The Census Bureau is going to contact you in one of two ways this year (2010):
- By mailing a form to you.
- If you don’t send that back, by visiting you in person.
Notice what’s missing here: email. That’s because they’re just not going to contact you in this way. There is no possible way to fill out a Census form online.
This short piece from CNN says pretty much that, but I always feel like these articles don’t quite go far enough. For example, “If you receive an e-mail claiming to be from the census, it’s probably a scam.”
No! No “probably!” Is! Is a scam!
I don’t know why they feel they have to leave that little sliver of possibility there. Language like that is what makes people think, “Well I heard this was probably a scam, but maybe it’s not, so let’s click on it!”
There is no way for the Census Bureau to conduct a census using email or a website. Too many people and households have multiple email addresses for that to ever work. What if all four people in one house answered that four people lived there? Suddenly, the population quadruples.
So, if you get an email that says it’s from the Census Bureau, it’s fraudulent. End of story. I’m not even leaving that door a little bit open.
Does this make me a better source than CNN? Possibly. Does that make me immodest? Maybe. Does it give you a foolproof way to avoid census-based phishing? Definitely.
I heard an advertisement on the radio just yesterday, recruiting people who’d like to work part-time as census-takers for the 2010 Census. It gave a phone number and a website to contact them. Since it used a “.gov” domain, I know the ad was legitimate.
I also know that every single thing the government tries to do is almost immediately used by criminals to mount some sort of scam. See also: Social Security, USPS jobs, economic stimulus funding, tax returns and just about anything else you can think of.
So consider this a preemptive strike: somebody, very soon, is going to start running a “Census Bureau Jobs” scam.
If you get an email offering you a job as a census-taker, just delete it. It won’t be legitimate. Neither will any newspaper ads that direct you to someone who wants you to pay for information on these jobs (like the old Postal Service jobs scam).
There are only three ways to get the official information, and they all involve contacting the Bureau directly:
- Online: visit http://2010.census.gov/2010censusjobs/. See that “.gov” at the end? That means it’s a legit US government website.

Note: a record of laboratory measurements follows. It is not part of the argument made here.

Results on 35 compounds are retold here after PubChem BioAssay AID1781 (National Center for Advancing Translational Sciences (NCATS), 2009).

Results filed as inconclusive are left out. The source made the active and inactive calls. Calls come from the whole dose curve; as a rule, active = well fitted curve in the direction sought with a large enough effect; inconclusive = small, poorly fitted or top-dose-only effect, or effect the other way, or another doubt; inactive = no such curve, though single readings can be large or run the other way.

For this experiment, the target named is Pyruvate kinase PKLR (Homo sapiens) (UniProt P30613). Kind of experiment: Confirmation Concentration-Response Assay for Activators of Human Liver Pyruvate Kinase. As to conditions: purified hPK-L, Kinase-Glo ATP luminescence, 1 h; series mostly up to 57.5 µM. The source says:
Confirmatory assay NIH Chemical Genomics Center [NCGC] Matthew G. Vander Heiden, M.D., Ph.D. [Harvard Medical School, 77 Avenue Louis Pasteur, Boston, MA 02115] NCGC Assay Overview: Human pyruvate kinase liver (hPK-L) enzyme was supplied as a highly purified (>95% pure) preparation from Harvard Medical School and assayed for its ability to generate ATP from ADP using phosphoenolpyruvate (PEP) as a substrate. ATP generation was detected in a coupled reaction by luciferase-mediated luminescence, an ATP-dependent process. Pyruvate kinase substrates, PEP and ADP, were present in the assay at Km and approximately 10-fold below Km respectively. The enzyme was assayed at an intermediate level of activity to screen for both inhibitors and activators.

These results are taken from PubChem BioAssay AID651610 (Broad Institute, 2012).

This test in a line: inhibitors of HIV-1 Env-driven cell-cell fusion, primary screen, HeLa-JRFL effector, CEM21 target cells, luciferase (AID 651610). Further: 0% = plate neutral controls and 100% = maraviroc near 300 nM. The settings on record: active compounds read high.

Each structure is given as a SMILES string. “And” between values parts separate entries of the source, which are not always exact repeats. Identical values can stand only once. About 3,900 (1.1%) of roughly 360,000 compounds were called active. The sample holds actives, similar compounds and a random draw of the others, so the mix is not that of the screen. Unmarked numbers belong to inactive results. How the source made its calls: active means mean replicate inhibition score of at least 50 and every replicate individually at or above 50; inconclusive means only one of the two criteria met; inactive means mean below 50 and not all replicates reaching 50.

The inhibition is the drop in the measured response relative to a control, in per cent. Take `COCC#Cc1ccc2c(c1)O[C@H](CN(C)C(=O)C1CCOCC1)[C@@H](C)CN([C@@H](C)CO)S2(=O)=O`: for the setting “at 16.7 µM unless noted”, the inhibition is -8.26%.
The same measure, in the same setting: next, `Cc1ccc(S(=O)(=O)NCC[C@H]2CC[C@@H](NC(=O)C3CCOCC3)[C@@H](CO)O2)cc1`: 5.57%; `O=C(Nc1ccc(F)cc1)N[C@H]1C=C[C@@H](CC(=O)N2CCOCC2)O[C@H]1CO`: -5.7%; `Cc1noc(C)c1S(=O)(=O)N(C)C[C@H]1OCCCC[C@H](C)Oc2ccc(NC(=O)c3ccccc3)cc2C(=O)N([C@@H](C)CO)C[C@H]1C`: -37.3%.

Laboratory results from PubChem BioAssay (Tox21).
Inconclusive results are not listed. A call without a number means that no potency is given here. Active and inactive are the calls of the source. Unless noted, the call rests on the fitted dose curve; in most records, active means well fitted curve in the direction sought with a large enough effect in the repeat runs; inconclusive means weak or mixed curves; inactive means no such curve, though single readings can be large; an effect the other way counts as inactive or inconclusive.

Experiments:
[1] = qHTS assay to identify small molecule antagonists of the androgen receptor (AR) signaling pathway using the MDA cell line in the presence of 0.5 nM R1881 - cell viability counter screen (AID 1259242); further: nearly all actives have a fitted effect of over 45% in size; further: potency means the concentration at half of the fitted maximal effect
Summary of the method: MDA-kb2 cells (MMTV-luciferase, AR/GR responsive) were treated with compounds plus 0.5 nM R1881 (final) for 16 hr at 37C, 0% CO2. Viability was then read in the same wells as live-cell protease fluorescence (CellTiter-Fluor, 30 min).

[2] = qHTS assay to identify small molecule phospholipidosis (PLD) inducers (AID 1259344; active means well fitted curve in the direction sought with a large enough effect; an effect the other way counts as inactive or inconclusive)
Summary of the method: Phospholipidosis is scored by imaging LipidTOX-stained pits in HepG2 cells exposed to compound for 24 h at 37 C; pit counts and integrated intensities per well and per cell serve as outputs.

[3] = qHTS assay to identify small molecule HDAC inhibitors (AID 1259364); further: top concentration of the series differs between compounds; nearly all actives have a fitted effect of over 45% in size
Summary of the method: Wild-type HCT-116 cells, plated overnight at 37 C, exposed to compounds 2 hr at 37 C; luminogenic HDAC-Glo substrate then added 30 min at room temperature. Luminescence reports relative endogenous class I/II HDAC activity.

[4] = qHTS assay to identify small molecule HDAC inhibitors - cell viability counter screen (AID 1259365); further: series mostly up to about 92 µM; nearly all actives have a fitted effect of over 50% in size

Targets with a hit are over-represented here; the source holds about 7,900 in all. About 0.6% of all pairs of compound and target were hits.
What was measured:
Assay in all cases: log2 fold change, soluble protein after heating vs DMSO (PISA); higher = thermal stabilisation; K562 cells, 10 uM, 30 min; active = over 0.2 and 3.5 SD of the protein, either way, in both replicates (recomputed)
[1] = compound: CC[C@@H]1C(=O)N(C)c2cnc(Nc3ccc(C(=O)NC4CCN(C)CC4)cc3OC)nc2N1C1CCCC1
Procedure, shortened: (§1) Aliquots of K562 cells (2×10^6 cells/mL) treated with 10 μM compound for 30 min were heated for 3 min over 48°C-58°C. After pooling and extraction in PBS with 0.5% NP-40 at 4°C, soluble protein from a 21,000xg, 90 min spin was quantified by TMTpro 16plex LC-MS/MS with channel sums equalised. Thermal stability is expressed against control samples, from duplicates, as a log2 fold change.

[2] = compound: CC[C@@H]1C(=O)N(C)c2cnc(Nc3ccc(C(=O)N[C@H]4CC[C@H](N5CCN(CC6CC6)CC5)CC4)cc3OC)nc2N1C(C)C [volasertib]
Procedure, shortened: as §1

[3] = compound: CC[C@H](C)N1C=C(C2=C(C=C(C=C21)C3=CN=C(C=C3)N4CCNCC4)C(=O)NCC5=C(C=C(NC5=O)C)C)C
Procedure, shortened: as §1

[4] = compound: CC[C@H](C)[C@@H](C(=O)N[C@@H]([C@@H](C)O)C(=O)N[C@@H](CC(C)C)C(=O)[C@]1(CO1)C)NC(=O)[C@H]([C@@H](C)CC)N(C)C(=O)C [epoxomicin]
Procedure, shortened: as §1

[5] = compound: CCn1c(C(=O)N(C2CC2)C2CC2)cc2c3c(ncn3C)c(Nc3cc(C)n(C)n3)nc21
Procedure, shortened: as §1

- Call 1-866-861-2010
- Contact your local Census Office. This information is available at the above website, so it’s sort of a repeat of #1.
I haven’t even heard anything about anyone using Census Bureau jobs as the basis for a scam yet, but I know it will happen.
So, now you know in advance. Now that’s vigilance!
What do economic stimulus packages, Cash For Clunkers, tax refunds, and the U.S. Census all have in common?
Besides the obvious fact that they’re all related to da gubbermint, they’re also things that people have turned (or could turn) into scams.
The 2010 Census is already in its early stages, and workers are already going door-to-door to verify addresses. However, you know as well as I do that there are also going to be some con artists out there, trying to get personal information for fraudulent use.
Ask any Census worker to show you his or her identification and badge before you answer questions. They will not ask for your Social Security number, credit card or bank account information, or donations. Anyone attempting to get this information from you is attempting to commit fraud. Politely refuse to answer their questions, close and lock your door, then contact police immediately. A Census worker will also never ask to enter your home.
Also, Census workers will only contact you by telephone, in person or by U.S. Mail (meaning envelopes-with-paper-in-them). They will not use email in any circumstance. Immediately delete any emails that claim to be from the U.S. Census.
Why don’t they use email, and why will they never do so?
Well, it’s because of people like me. I have six email addresses that I can think of offhand. There are probably another five or six that I don’t even remember. One of them is just so I can use Google Reader, and another is a leftover from an old blog, but my work email and two out of my three home emails are pretty active. Within a single household, there might be twenty email addresses, including young children. Can you imagine the mess that would ensue if they tried to use email to conduct a Census? There would be panic on a heretofore unseen level when the results came out that the population had rocketed up to 2 billion people over the last ten years.
The core information in this post was taken from “Be cautious about giving info to census workers.“